Posts Tagged hotttnesss

Lady Gaga meets Edward Tufte

In his spare time, Echo Nest developer Reid Draper built – a neat web app that shows the top 50 hotttest artists (according to the Echo Nest get_top_hottt_artists) along with sparklines showing the historical hotttnesss for the last week. Reid used the nifty jquery sparklines plugin to make it happen. Mouse over an artist name to get links to the and Spotify pages for the artist so you can find out what the big deal is about Broken Bells or lyaz.


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Hottt or Nottt?

At the Echo Nest we have lots of data about millions of artists.  It can be interesting to see what kind of patterns can be extracted from this data.  Tim G suggested an experiment where we see if we can find artists that are on the verge of breaking out by looking at some of this data.   I tried a simple experiment to see what we could find.   I started with two pieces of data for each artist.

  1. Familiarity – this corresponds to how well known in artist is.  You can look at familiarity as the likelihood that any person selected at random will have heard of the artist.  Beatles have a familiarity close to 1, while a band like ‘Hot Rod Shopping Cart’ has a familiarity close to zero.
  2. Hotttnesss – this corresponds to how much buzz the artist is getting right now. This is derived from many sources, including mentions on the web, mentions in music blogs, music reviews, play counts, etc.

I collected these 2 pieces of data for 130K+ artists and plotted them.  The following plot shows the results.  The x-axis is familiarity and the y-axis is hotttnesss.   Clearly there’s a correlation between hotttnesss and familiarity.  Familiar artists tend to be hotter than non-familiar artists.  At the top right are the Billboard chart toppers like Kanye West and Taylor Swift, while at the bottom left are artists that you’ve probably never heard of like Mystery Fluid.    We can use this plot to find the up and coming artists as well as the popular artists that are cooling off.  Outliers to the left and  above the main diagonal are the rising stars (their hotttnesss exceeds their familiarity).  Here we see artists like Willie the Kid, Ben*Jammin and  ラディカルズ (a.k.a. Rock the Queen).  While artists below the diagonal are well known, but no longer hot. Here we see artists like Simon & Garfunkel, Jimmy Page and Ziggy Stardust.  Note that this is not a perfect science – for instance, it is not clear how to rate the familiarity for artist collaborations – you may know James Brown and you may know Luciano Pavarotti, but you may not be familiar with the Brown/Pavarotti collaboration – what should the familiarity of this collaboration be? the average of the two artists, or should it be related to how well known the collaboration itself is? Hotttnesss can also be tricky with extremely unfamiliar artists.  If a Hot Rod Shopping Cart track gets 100 plays it could substantially  increase the band’s hotttnesss (‘Hey! We are twice as popular as we were yesterday!’)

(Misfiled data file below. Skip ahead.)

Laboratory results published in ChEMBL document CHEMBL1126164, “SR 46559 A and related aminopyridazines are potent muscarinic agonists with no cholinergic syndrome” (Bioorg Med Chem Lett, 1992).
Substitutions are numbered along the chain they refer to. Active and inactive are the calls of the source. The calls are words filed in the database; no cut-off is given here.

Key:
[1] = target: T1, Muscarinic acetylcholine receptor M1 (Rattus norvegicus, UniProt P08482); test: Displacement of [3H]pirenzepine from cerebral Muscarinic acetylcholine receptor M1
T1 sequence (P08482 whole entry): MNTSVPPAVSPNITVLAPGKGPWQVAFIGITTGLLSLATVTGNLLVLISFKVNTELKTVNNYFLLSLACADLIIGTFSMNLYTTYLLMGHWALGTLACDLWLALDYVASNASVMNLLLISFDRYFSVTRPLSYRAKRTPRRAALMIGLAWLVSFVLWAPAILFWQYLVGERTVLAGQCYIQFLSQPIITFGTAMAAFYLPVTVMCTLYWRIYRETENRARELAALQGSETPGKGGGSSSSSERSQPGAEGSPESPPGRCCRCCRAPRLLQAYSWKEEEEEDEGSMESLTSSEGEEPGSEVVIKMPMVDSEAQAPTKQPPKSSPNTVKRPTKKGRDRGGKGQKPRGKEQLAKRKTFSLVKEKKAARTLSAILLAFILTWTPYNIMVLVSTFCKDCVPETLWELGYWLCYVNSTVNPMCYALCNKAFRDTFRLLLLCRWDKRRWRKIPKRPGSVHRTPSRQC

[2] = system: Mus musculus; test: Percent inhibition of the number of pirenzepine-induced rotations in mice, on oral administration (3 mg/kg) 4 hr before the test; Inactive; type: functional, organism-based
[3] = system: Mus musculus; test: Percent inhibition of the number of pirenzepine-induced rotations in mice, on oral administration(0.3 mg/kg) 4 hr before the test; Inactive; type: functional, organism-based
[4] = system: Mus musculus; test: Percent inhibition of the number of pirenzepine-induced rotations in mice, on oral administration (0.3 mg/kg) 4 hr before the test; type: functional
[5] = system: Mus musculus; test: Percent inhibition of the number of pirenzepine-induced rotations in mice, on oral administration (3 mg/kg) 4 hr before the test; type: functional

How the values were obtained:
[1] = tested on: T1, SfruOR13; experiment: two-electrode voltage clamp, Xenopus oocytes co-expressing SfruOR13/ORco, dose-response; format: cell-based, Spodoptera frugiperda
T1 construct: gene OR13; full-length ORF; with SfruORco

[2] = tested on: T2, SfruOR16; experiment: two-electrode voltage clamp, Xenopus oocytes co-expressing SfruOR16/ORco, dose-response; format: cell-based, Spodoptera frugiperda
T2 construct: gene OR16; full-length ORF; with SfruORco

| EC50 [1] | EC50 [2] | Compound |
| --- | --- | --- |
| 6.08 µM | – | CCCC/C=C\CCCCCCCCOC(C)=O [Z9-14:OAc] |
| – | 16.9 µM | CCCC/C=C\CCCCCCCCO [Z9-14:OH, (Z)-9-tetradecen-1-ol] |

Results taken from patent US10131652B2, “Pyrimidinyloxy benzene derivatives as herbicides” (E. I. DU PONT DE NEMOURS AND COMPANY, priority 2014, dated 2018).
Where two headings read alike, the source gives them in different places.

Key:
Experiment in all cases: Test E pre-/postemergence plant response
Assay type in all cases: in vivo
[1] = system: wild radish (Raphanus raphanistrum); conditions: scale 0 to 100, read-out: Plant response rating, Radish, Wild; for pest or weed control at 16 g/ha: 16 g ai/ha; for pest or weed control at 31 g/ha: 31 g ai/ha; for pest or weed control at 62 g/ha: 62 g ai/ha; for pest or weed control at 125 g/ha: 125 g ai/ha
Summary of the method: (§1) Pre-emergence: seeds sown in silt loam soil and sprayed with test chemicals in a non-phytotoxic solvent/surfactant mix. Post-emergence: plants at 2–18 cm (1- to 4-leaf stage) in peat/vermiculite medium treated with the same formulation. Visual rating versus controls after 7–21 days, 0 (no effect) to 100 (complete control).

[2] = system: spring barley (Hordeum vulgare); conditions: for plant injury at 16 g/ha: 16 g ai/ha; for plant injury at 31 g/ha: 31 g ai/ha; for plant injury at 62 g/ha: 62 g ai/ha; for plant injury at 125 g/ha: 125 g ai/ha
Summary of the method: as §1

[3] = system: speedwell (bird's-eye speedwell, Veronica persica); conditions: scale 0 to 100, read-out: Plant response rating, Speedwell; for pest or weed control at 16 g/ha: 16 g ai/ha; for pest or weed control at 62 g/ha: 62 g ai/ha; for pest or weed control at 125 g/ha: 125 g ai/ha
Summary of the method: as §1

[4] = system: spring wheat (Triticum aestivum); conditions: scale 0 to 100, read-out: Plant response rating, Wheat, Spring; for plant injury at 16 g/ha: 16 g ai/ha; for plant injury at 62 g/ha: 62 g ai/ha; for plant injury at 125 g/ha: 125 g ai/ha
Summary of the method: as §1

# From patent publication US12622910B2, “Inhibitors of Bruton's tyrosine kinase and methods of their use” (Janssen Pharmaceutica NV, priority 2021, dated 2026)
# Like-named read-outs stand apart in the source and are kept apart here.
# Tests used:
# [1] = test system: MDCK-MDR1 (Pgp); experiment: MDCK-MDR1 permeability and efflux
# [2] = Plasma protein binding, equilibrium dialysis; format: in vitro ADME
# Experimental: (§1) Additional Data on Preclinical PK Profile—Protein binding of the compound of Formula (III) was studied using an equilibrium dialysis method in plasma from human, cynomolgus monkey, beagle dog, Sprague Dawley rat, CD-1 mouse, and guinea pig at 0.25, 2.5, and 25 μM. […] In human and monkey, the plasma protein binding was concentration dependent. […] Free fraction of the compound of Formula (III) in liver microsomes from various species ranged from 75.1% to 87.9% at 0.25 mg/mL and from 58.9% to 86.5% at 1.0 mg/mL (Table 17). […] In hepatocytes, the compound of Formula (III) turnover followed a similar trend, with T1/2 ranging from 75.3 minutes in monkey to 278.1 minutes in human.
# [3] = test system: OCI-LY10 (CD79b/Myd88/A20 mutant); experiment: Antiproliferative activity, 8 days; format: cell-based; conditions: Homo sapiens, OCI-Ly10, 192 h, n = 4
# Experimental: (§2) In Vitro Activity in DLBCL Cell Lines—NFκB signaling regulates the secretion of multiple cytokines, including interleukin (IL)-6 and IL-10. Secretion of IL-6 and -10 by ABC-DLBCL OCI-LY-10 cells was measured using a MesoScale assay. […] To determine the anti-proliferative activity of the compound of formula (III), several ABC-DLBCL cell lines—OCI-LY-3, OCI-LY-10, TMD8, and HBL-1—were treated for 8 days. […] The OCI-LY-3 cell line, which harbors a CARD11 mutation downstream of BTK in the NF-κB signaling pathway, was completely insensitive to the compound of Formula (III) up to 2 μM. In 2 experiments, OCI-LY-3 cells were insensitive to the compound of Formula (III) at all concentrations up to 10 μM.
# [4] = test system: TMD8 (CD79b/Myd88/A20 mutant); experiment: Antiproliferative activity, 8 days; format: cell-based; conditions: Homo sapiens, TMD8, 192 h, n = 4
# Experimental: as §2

Despite these types of confounding factors, the familiarity / hotttnesss model still seems to be a good way to start exploring for new, potentially unsigned acts that are on the verge of breaking out.    To select the artists, I did the simplest thing that could possibly work: I created a ‘break-out’ score which is simply ratio of hotttnesss to familiarity.  Artists that have a high hotttnesss as compared to their familiarity are getting a lot of web buzz but are still relatively unknown.  I calculated this break-out score for all artists and used it to select the top 1000 artists with break-out potential, as well as the bottom 1000 artists (the fade-aways).  Here’s a plot showing the two categories:

Here are 10 artists with high break-out scores that might be worth checking out: